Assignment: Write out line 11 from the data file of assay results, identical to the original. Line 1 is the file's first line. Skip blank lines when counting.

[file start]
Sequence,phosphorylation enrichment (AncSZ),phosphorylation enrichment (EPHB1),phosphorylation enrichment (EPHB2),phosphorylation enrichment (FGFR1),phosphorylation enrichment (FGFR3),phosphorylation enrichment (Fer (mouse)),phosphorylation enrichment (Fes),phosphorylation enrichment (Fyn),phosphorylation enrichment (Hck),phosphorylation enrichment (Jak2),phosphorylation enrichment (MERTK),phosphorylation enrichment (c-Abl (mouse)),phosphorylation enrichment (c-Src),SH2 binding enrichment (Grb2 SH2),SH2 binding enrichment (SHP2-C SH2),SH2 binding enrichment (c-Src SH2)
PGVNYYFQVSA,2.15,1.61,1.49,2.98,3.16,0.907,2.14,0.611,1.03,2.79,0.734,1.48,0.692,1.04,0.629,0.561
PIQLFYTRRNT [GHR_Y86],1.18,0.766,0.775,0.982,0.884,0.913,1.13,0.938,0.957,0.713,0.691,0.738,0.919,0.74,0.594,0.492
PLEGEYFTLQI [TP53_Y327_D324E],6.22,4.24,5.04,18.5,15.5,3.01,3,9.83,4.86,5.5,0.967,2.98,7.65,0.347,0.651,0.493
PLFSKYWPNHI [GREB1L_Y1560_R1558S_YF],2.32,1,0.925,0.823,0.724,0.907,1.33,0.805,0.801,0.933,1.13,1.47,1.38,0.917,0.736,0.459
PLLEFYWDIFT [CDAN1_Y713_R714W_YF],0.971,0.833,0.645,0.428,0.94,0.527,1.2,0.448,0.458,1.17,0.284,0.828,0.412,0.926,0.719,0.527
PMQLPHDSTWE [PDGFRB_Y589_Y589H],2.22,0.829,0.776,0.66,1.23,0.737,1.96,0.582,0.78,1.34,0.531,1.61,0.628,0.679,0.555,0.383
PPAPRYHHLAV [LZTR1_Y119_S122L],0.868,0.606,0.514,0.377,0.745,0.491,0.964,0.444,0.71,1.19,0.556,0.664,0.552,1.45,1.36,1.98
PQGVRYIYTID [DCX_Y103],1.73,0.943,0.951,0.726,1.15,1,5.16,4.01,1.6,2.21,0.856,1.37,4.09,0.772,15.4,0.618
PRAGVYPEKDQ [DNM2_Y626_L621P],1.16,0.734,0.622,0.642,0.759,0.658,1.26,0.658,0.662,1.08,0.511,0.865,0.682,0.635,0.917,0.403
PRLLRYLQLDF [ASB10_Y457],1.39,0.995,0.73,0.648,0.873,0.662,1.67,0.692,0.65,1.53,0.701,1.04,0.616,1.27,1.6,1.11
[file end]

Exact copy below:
PRLLRYLQLDF [ASB10_Y457],1.39,0.995,0.73,0.648,0.873,0.662,1.67,0.692,0.65,1.53,0.701,1.04,0.616,1.27,1.6,1.11